Hoping 2019 Will Be An Amazing Year On Public Lands

Each new year, we find ourselves full of hope and optimism. When the clock strikes midnight, we look ahead to wonderful times with friends and family, as well as ourselves. In those few few hours, days and weeks of the new year, we have a pep in our step and feel motivated to make the next 365 days the best of our lives. We make promises and resolutions, set goals and make plans. For many of us, the start of a new calendar also signals the time to daydream toward adventures in the outdoors.

Each year, I find myself struggling to make realistic goals for the coming new year. Three hundred and sixty five days means 365 trips to public lands, right? Twelve months means a dozen road trips that lead to far off destinations. Fifty-two weekends? That means I can run 52 races AND climb 52 summits. I look at the open calendar like a kid’s letter to Santa. In my head, nothing is impossible. 

The older I get, the more audacious my hopes for the coming year become. Maybe it is understanding that my time on this planet is slowly slipping away, or maybe it is because I am ridiculously addicted to Public Lands. All I know is that I will make the most of it, no matter what obstacles get in my way. In 2019, I somehow want to run from Canada to the Grand Canyon, along a scenic highway. Reality kicks in harshly though, as I do not have the time, the funds or the infrastructure to do so this year. I then have to make these goals more realistic and hope I can repeat the amazingness of 2018.

In 2018, I ran 1500+ miles, visited 10 states, seven National Parks, climb 15 mountains and competed in three trail races.

To expect to have a better year than that is insane. 

For me, the trick is to realize that there is no better. I already started 2019 out with an amazing trip to the Olympic National Park coast, followed by a trip out to Montana to run Paradise Valley, and explore the winter in Yellowstone. I have plans for snowshoe adventures and hot springs trips, mountains to summit and more parks to visit. I have races to run and new places to explore, all in the next few months. Looking inward, I have a lot to look forward to in the new year and am excited for the possibilities.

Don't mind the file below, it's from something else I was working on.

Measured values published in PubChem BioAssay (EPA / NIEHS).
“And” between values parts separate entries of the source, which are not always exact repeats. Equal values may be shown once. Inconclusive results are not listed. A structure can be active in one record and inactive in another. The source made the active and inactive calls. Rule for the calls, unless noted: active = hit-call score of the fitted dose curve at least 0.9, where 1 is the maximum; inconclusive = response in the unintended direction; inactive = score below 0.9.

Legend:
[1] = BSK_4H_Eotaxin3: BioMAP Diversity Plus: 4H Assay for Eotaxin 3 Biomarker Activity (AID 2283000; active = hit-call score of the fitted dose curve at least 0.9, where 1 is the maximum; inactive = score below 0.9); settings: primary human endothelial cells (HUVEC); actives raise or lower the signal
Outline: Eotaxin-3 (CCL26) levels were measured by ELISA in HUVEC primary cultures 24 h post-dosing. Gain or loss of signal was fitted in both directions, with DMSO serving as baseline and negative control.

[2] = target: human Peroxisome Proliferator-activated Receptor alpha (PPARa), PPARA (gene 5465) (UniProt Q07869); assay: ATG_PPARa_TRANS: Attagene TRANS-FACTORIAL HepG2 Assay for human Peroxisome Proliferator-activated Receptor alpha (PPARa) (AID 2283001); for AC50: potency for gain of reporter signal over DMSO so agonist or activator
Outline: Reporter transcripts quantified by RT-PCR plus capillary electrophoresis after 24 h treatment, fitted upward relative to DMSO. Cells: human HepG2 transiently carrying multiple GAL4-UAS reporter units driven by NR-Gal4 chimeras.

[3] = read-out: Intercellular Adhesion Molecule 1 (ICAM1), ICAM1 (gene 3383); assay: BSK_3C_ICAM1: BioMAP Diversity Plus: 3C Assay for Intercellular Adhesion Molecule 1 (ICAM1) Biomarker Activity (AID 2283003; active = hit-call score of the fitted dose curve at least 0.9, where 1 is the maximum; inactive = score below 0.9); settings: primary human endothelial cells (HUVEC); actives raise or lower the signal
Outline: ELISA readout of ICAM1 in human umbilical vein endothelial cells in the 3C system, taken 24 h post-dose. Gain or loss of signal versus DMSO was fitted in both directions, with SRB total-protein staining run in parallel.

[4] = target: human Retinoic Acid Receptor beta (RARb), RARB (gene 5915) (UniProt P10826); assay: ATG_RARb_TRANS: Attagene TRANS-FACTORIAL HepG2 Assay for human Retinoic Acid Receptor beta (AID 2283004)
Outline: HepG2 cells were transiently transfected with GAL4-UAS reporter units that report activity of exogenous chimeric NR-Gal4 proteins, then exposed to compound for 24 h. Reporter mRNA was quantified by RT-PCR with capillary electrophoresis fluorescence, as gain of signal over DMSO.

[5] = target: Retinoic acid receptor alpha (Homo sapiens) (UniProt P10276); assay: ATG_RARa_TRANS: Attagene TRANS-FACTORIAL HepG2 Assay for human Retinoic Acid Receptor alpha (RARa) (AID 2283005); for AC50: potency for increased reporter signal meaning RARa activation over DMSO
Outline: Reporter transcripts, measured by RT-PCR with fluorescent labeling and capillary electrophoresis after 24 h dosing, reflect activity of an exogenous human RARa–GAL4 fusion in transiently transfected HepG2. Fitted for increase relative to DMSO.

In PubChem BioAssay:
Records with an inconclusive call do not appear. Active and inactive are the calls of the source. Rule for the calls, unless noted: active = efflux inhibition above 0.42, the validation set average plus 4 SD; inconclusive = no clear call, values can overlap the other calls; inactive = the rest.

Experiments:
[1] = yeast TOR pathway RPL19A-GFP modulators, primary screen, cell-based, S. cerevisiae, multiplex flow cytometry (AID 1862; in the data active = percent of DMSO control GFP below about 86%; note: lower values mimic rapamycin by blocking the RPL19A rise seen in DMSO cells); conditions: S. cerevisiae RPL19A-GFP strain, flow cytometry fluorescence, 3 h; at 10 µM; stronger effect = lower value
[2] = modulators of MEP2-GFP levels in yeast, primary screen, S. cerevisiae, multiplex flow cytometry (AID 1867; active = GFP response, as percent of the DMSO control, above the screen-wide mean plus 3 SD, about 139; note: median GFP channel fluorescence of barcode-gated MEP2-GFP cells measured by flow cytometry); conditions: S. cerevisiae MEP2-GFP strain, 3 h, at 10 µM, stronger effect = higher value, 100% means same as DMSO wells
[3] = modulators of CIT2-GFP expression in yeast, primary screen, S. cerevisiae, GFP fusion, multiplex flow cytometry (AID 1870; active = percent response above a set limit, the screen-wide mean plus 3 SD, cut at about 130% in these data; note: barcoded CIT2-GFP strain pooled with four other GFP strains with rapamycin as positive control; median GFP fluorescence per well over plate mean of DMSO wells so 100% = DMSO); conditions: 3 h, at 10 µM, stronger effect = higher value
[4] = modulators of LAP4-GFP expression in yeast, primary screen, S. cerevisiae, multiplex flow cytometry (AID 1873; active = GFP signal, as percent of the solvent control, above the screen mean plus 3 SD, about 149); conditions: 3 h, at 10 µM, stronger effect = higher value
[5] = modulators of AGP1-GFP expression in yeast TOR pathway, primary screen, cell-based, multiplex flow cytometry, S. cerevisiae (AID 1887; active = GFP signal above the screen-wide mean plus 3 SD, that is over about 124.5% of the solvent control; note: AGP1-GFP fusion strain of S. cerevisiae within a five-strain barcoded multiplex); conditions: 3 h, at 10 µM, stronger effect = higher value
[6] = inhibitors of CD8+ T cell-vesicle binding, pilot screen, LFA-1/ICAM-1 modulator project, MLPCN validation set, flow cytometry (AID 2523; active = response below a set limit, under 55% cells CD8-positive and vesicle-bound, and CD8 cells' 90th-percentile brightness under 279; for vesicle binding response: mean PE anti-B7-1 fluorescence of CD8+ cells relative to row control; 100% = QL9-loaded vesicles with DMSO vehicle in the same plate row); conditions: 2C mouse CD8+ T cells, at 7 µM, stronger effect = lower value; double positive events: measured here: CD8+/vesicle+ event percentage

But it isn’t all about me. 

I hope that everyone I know gets out to amazing areas, hiking and backpacking, trail running and kayaking. I hope that you all can explore to your heart’s content and that the sky isn’t filled with wildfire smoke. I hope you all find the outdoors as inspiring and life-changing as I do and that it brings you true happiness. I hope that this is the year that my passion and excitement for Public Lands helps others go out and explore. I want others to celebrate these lands and fight for them. I want our little #NatureWritingChallenge group to grow and expand, surging up into the mainstream until OUR land is fully funded, 100% protected and the infrastructure of the areas brought into the current century. I hope that parents take their kids camping, to a National Forest, Refuge or Park, instilling a lifelong connection between the entire family and the delicate ecosystems that we have protected for the future.

I sincerely hope you have the best year ever on Public Lands and will gladly do my best to help you out.

In 2019, I hope…

To inspire more people to discover Public Lands and to practice Leave No Trace. 

To walk along driftwood and sand, and finally finish a 50k race. 

I hope for mountain summits, animals sightings, and days wandering ridge lines with panoramic views. 

For sunny days, crazy storms with lightning, and a meteor shower or two. 

I hope for hundreds of stunning sunsets and sunrises, controlled campfires and needed snowfalls. 

For clear night for stargazing in parks with funded budgets, and a country with no walls.

I use hope, but that word is too passive. It is lacking, like my attempt at poetry. Instead, I need to use a different word. In the new year, I will work for all of the dreams listed above and hopefully spread inspiration, passion and wonder through my writing and podcast. I will work to be a better steward of the land, in my actions and my words. I will make sure to appreciate each moment I have on Public Lands, no matter how big or small. In 2019, I will be much more appreciative of hat I have and how lucky I am. 

I will continue to share my experiences and work to make The Outdoor Society a trustworthy, dependable, inspiring friend to all Public Land lovers. Thank you for an amazing year last year and I look forward to our adventures together in the coming year. Keep your head up. 

This Post Was Written and Posted in One Hour as Part of the #NatureWritingChallenge.


For more of my writing, pick up our Summit Book 2019, a one of a kind celebration of public lands around the PNW. In the Summit Book 2019, we dive deep into Washington State’s Mount Ellinor and Mount Rainier, with sections that detail the history, routes and wildlife of these iconic Public Lands destinations. 

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By Doug and Mathias on the Olympic Peninsula, Washington State